Click here to see a YouTube video of Donnett’s talk at the opening. (NOTE: It was taken with a phone, and so sometimes is sideways!)

by Deb Shaw

Back by popular demand! Last year’s BAGSC BOTANICAL ART WORKSHOP was such a great success, we’ve created a new one! Start a creative 2020 with:

BASIC BOTANICAL ART WORKSHOP
A Day of Botanical Art Skills & Techniques for All Levels

Sunday, January 26, 2020
9am to 4pm
Los Angeles County Arboretum & Botanic Garden
301 N. Baldwin Ave., Arcadia, CA 91007

Participants may choose from a variety hands-on sessions taught by skilled BAGSC teachers in a new, longer, 80-minute format! Choose which sessions you want to attend the day of the event.

  • Color Mixing and Pigments
  • Colored Pencil and Watercolor Pencil
  • Drawing Leaves and Flowers
  • Dry Brush Technique
  • Fixing Fiddly Bits with Masking Fluid
  • Graphite (Pencil) Techniques
  • Nature Journaling
  • Pen & Ink
  • Pen, Watercolor & Colored Pencil
  • Silverpoint
  • Watercolor
  • AND MORE!

BAGSC Artists include:

  • Cristina Baltayian
  • Sally Jacobs
  • Kathlyn Powell
  • Lesley Randall
  • Olga Ryabtsova
  • Mitsuko Schultz
  • Gilly Shaeffer
  • Deborah Shaw

$50 BAGSC Members ~ $60 Non-Members 

Register online at
https://bagsc.org/classes/bagsc-botanical-art-workshop-2020

No refunds after January 17, 2020.

BAGSC Basic Botanical Art, photo © Deborah Shaw.

All basic supplies are included in the registration cost. Beginners can try new techniques while others can brush up their skills and try out new materials.

Please register early. Spaces are limited, and this workshop is open to the public. Registrations are expected to fill quickly.

Questions? Contact BAGSC’s education chair at the link on the online registration page above.

[Editor’s note: Botanical artists have a long tradition of displaying their art where it can make a difference to the those who view it. Recent examples include art exhibitions in botanical gardens, of native plants around the world, and of vanishing species. Botanical artists also have been creative in finding other venues to display botanical art and reach a wider audience. This is hopefully the first in a series of posts about such efforts in a new category entitled “Botanical Art Out and About.” Do you have a story to share? If so, please email our blog editor.]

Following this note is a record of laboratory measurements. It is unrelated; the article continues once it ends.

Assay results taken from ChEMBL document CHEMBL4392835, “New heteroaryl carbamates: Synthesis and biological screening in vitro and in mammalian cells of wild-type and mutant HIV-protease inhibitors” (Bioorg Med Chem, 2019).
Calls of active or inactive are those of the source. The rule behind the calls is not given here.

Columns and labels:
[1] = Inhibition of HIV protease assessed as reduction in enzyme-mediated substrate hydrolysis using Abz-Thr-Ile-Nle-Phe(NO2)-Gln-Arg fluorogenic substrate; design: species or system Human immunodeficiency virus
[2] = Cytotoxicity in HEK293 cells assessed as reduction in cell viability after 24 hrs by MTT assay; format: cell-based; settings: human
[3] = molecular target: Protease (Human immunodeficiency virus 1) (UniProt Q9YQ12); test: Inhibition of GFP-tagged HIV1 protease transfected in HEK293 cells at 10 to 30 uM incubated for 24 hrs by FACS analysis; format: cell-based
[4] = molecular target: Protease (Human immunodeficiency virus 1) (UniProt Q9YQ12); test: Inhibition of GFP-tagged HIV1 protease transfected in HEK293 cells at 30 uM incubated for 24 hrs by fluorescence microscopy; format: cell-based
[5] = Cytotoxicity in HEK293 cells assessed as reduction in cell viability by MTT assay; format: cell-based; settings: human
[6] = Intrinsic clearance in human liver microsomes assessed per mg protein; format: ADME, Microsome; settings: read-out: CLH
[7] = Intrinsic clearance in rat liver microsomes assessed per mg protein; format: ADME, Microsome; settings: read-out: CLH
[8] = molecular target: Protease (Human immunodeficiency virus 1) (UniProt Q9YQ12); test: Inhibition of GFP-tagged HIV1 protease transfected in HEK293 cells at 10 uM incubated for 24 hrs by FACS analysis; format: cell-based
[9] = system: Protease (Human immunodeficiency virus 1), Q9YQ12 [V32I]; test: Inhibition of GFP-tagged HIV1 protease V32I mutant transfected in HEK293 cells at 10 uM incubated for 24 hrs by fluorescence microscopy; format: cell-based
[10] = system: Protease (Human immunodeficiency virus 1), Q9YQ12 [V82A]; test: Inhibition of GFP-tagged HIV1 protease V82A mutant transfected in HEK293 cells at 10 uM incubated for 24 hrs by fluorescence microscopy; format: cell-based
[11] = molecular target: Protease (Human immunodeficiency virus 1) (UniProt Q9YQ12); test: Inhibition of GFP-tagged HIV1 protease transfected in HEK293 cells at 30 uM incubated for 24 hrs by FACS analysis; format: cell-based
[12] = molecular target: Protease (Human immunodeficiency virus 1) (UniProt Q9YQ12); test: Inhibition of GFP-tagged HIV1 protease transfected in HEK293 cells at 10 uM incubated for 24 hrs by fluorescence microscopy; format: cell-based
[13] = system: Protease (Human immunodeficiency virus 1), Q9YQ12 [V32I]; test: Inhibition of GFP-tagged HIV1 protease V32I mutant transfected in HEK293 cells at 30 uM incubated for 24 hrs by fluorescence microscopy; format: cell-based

by Jan Clouse, posted by Deb Shaw

"Cat & Bird," Quercus agrifolia (Coast Live Oak). Graphite and colored pencil on paper by Jan Clouse, © 2018.

“Cat & Bird,” Quercus agrifolia (Coast Live Oak). Graphite and colored pencil on paper by Jan Clouse, © 2018. Website at: janclousebotanicals.com

I was a volunteer in the Salud Carbajal for Congress campaign of 2016 to represent the California 24th congressional district, encompassing Santa Barbara County, San Luis Obispo County and the Los Padres National Forest in Ventura County. Salud repeatedly urged my husband and me to come visit him in Washington D.C. if he got elected. I decided that, although I might not be visiting the Congressman in Washington, I could loan him a couple of my paintings. One I selected was a painting of a Coast Live Oak as an icon of the district he represents. It hung in his Santa Barbara district office from 2016 to 2018, greeting constituents just inside the door of his local district office.

Coincidentally, when Salud won re-election this past November, the painting sold. So I changed out that original painting, replacing it with another version of the ubiquitous Coast Live Oak. This one is of a dead branch I had picked up from in front of my veterinarian’s office. The vet clinic is called the “Cat and Bird Clinic” because my vet specializes in those two species, and in the office it is not uncommon to see one of the resident cats roaming the lobby with one of the chickens who also lives there.

You can’t mistake the story of a cat’s claw and the falling feathers in the image of the branch. It seemed only fitting to call the finished painting “Cat & Bird.”

The soft vulnerability of the feathers against the sharp twigs is too often the story of sudden violence between cats and birds. But really, this time it’s just a Quercus agrifolia.